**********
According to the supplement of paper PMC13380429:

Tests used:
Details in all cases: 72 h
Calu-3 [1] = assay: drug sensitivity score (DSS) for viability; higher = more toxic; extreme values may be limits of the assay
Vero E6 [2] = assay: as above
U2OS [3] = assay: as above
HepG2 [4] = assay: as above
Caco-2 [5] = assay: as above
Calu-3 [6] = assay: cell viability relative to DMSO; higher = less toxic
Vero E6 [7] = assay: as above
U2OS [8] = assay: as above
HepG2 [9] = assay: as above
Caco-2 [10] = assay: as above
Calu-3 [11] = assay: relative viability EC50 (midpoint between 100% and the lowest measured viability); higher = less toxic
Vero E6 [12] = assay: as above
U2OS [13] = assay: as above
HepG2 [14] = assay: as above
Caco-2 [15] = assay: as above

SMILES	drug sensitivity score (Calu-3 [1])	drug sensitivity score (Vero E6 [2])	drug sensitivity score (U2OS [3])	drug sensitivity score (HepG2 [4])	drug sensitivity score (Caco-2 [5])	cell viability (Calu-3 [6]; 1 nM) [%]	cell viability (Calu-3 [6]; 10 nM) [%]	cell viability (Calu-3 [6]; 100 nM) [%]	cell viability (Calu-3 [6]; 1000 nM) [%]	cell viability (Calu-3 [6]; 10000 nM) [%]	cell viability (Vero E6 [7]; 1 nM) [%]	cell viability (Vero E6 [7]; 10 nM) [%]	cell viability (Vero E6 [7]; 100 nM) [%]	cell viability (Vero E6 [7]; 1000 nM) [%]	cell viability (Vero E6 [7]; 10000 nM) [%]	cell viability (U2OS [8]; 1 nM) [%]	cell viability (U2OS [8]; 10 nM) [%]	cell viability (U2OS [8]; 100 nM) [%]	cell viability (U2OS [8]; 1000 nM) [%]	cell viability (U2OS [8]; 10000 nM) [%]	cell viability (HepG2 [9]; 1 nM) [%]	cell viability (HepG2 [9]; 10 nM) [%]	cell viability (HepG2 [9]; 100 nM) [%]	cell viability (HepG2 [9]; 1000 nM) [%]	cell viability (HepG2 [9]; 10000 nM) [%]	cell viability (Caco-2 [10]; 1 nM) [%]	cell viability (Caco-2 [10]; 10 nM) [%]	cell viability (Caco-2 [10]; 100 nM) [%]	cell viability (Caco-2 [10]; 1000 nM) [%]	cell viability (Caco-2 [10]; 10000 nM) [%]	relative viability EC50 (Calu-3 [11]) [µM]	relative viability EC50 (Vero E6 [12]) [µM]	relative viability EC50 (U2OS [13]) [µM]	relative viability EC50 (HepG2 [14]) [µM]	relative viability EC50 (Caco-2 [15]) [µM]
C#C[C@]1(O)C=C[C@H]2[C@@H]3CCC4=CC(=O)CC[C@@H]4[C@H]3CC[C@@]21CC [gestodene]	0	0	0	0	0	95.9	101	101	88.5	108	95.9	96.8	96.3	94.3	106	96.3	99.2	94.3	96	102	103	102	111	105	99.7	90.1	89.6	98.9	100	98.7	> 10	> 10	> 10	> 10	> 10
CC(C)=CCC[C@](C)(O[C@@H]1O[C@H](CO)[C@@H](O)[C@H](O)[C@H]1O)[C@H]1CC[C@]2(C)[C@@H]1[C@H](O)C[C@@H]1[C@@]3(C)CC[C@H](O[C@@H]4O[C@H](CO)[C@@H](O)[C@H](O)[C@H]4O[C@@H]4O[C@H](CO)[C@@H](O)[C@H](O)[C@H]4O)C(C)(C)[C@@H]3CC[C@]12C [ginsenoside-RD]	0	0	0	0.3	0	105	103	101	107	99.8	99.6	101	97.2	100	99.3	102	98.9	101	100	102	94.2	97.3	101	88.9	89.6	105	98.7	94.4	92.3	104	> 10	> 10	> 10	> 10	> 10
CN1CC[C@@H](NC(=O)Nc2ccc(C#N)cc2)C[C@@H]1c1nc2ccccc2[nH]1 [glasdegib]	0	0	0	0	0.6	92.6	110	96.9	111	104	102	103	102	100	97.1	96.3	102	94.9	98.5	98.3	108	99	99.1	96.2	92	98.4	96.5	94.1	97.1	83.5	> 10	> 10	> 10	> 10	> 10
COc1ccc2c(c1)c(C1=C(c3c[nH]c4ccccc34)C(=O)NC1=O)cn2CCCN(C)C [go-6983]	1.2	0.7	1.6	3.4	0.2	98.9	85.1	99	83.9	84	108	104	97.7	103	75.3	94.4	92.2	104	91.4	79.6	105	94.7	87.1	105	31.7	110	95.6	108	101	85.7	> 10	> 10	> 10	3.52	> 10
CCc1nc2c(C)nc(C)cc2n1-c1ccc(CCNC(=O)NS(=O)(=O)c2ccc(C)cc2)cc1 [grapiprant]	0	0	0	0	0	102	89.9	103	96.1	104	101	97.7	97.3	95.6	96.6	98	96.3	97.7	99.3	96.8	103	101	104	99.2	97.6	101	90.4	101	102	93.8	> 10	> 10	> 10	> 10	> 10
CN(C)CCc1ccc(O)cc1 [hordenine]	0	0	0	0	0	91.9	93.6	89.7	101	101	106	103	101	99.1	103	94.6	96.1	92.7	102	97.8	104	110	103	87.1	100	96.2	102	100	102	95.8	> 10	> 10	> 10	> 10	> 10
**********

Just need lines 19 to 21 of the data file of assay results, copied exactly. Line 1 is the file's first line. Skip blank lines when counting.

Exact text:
SMILES	drug sensitivity score (Calu-3 [1])	drug sensitivity score (Vero E6 [2])	drug sensitivity score (U2OS [3])	drug sensitivity score (HepG2 [4])	drug sensitivity score (Caco-2 [5])	cell viability (Calu-3 [6]; 1 nM) [%]	cell viability (Calu-3 [6]; 10 nM) [%]	cell viability (Calu-3 [6]; 100 nM) [%]	cell viability (Calu-3 [6]; 1000 nM) [%]	cell viability (Calu-3 [6]; 10000 nM) [%]	cell viability (Vero E6 [7]; 1 nM) [%]	cell viability (Vero E6 [7]; 10 nM) [%]	cell viability (Vero E6 [7]; 100 nM) [%]	cell viability (Vero E6 [7]; 1000 nM) [%]	cell viability (Vero E6 [7]; 10000 nM) [%]	cell viability (U2OS [8]; 1 nM) [%]	cell viability (U2OS [8]; 10 nM) [%]	cell viability (U2OS [8]; 100 nM) [%]	cell viability (U2OS [8]; 1000 nM) [%]	cell viability (U2OS [8]; 10000 nM) [%]	cell viability (HepG2 [9]; 1 nM) [%]	cell viability (HepG2 [9]; 10 nM) [%]	cell viability (HepG2 [9]; 100 nM) [%]	cell viability (HepG2 [9]; 1000 nM) [%]	cell viability (HepG2 [9]; 10000 nM) [%]	cell viability (Caco-2 [10]; 1 nM) [%]	cell viability (Caco-2 [10]; 10 nM) [%]	cell viability (Caco-2 [10]; 100 nM) [%]	cell viability (Caco-2 [10]; 1000 nM) [%]	cell viability (Caco-2 [10]; 10000 nM) [%]	relative viability EC50 (Calu-3 [11]) [µM]	relative viability EC50 (Vero E6 [12]) [µM]	relative viability EC50 (U2OS [13]) [µM]	relative viability EC50 (HepG2 [14]) [µM]	relative viability EC50 (Caco-2 [15]) [µM]
C#C[C@]1(O)C=C[C@H]2[C@@H]3CCC4=CC(=O)CC[C@@H]4[C@H]3CC[C@@]21CC [gestodene]	0	0	0	0	0	95.9	101	101	88.5	108	95.9	96.8	96.3	94.3	106	96.3	99.2	94.3	96	102	103	102	111	105	99.7	90.1	89.6	98.9	100	98.7	> 10	> 10	> 10	> 10	> 10
CC(C)=CCC[C@](C)(O[C@@H]1O[C@H](CO)[C@@H](O)[C@H](O)[C@H]1O)[C@H]1CC[C@]2(C)[C@@H]1[C@H](O)C[C@@H]1[C@@]3(C)CC[C@H](O[C@@H]4O[C@H](CO)[C@@H](O)[C@H](O)[C@H]4O[C@@H]4O[C@H](CO)[C@@H](O)[C@H](O)[C@H]4O)C(C)(C)[C@@H]3CC[C@]12C [ginsenoside-RD]	0	0	0	0.3	0	105	103	101	107	99.8	99.6	101	97.2	100	99.3	102	98.9	101	100	102	94.2	97.3	101	88.9	89.6	105	98.7	94.4	92.3	104	> 10	> 10	> 10	> 10	> 10